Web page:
Tenure, firing laws for California teachers tossed by judge

Los Angeles (CNN) -- A California judge ruled as unconstitutional Tuesday the state's teacher tenure, dismissal and layoff laws, saying they keep bad teachers in the classroom and force out the good ones, the plaintiffs said.

The ruling was hailed by the nation's top education chief as bringing to California -- and possibly the nation -- an opportunity to build "a new framework for the teaching profession." The decision represented "a mandate" to fix a broken teaching system, U.S. Education Secretary Arne Duncan said.

The Los Angeles County court ordered a stay on the decision, pending an appeal by the state and the teachers union, the plaintiffs said.

Reforming teacher tenure and firing laws is a hotly debated issue in American education, and the California case is being watched nationally -- evidenced by a statement by Duncan immediately after the court ruling.

Reformers say firing a bad teacher is almost impossible because of tenure laws and union protections, but teachers and their unions argue school boards and their firing criteria have unfair, overtly political standards.

Duncan, a former schools chief in Chicago, said he hoped the ruling will spark a national dialogue on a teacher tenure process "that is fair, thoughtful, practical and swift."

At a minimum, Duncan said the court decision, if upheld, will bring to California "a new framework for the teaching profession that protects students' rights to equal educational opportunities while providing teachers the support, respect and rewarding careers they deserve."

"The students who brought this lawsuit are, unfortunately, just nine out of millions of young people in America who are disadvantaged by laws, practices and systems that fail to identify and support our best teachers and match them with our neediest students. Today's court decision is a mandate to fix these problems," Duncan said.

The plaintiffs said the ruling promises to usher in major reforms to public education and could "create an opportunity for California to embrace a new system that's good for teachers and students," according to the nonprofit Students Matter, which has been working with the nine students who are the plaintiffs.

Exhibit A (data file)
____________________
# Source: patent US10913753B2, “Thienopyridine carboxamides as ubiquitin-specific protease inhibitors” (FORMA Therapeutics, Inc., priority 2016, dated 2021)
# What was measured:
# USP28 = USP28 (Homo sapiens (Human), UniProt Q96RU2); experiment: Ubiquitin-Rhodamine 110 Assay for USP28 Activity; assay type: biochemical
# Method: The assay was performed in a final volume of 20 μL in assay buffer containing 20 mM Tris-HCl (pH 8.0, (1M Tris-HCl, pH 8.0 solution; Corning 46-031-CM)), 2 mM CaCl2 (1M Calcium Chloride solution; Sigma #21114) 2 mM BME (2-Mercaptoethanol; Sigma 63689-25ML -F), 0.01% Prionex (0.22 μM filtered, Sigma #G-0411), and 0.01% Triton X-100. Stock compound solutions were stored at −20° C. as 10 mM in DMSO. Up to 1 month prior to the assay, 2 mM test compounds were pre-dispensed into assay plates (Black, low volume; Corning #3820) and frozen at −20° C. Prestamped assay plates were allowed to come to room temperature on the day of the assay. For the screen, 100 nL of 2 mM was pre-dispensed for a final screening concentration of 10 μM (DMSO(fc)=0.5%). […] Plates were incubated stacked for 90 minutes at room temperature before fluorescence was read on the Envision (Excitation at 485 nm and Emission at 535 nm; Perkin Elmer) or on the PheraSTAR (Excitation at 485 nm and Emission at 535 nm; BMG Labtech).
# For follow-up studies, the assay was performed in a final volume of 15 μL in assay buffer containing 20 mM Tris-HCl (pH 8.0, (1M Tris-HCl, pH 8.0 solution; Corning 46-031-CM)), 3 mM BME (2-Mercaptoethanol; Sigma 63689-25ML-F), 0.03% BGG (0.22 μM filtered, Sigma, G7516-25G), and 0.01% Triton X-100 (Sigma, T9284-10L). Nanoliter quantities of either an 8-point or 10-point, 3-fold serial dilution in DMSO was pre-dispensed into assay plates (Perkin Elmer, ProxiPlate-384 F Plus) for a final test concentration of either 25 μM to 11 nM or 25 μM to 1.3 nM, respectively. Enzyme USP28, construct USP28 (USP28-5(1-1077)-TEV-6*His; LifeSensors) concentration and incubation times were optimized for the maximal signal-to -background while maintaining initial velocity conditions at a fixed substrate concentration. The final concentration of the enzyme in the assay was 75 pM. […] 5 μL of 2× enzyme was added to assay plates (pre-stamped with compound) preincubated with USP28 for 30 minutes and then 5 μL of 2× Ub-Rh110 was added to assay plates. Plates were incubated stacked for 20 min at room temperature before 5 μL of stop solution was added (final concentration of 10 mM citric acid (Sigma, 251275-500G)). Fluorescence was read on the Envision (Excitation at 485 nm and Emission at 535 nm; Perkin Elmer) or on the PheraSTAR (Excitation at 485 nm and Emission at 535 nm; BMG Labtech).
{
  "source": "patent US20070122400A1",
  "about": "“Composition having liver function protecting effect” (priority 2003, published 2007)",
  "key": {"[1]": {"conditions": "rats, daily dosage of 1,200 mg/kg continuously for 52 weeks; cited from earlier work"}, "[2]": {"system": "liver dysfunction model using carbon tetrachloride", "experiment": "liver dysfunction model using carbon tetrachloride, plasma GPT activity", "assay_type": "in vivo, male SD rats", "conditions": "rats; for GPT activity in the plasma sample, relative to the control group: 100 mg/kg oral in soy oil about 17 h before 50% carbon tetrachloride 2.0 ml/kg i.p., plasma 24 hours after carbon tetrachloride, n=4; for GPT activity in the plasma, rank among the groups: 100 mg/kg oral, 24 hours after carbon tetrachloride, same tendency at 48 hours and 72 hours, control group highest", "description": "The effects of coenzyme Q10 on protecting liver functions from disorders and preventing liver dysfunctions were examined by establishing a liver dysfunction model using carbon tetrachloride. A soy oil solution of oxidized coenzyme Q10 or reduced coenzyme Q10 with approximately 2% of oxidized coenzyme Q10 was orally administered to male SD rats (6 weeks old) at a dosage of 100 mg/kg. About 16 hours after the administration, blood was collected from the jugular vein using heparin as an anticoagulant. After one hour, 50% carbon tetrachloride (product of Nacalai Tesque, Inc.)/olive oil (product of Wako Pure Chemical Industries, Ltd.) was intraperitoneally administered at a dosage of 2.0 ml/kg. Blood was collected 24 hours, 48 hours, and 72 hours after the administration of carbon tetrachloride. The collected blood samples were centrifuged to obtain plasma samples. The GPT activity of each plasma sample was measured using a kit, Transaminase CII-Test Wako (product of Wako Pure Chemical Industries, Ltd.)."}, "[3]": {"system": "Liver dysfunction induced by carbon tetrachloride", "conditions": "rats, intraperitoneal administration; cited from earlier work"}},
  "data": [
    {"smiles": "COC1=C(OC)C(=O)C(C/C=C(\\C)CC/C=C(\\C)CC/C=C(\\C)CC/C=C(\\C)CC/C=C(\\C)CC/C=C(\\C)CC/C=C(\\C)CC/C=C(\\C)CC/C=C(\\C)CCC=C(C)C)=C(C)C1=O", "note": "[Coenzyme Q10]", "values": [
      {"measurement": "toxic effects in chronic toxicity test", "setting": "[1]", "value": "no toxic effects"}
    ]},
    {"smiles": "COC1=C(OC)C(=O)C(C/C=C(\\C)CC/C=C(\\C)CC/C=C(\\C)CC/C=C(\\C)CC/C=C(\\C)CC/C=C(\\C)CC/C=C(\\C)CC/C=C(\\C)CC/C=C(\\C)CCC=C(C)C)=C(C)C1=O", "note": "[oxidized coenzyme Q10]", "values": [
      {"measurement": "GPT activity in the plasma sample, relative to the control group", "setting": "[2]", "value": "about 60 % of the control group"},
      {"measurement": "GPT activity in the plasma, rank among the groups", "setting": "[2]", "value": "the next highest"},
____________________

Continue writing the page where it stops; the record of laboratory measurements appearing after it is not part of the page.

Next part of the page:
One of the plaintiff's attorney called the ruling "a victory for students, parents, and teachers across California."

"This is a monumental day for California's public education system," plaintiffs' attorney Theodore J. Boutrous Jr. said in a statement. "By striking down these irrational laws, the court has recognized that all students deserve a quality education."

The nine students filed their lawsuit with help from the nonprofit Students Matter, which says it sponsors "impact litigation to promote access to quality public education."

The plaintiffs alleged that tenure is granted too quickly, giving "grossly ineffective teachers" lifetime job protection, and asserted that dismissal laws are so costly and bureaucratic that districts remain stuck with bad teachers. The suit also contends that the state's "last-in, first-out" layoff laws force districts to fire top teachers and retain ineffective ones, the plaintiffs said in a statement.

The California Teachers Association, a 325,000-member affiliate of the National Education Association, said it was "disappointed" by the judge's decision "as it hurts student and educators."

The union said there is nothing unconstitutional about the laws and says it is appealing.

"We are deeply disappointed, but not surprised, by this decision. Like the lawsuit itself, today's ruling is deeply flawed. This lawsuit has nothing to do with what's best for kids, but was manufactured by a Silicon Valley millionaire and a corporate PR firm to undermine the teaching profession and push their agenda on our schools," CTA President Dean E. Vogel said in a statement.

The union described Students Matter as a group created by Silicon Valley multimillionaire David Welch and a private public relations firm and said the group is supported by former Washington, D.C., schools chancellor "Michelle Rhee and Students First, Parent Revolution Executive Director Ben Austin, billionaire and school privatizer Eli Broad, former lawmaker Gloria Romero, and other corporate education reformers with an interest in privatizing public education and attacking teachers' unions."

Those individuals and groups couldn't be immediately reached for comment.


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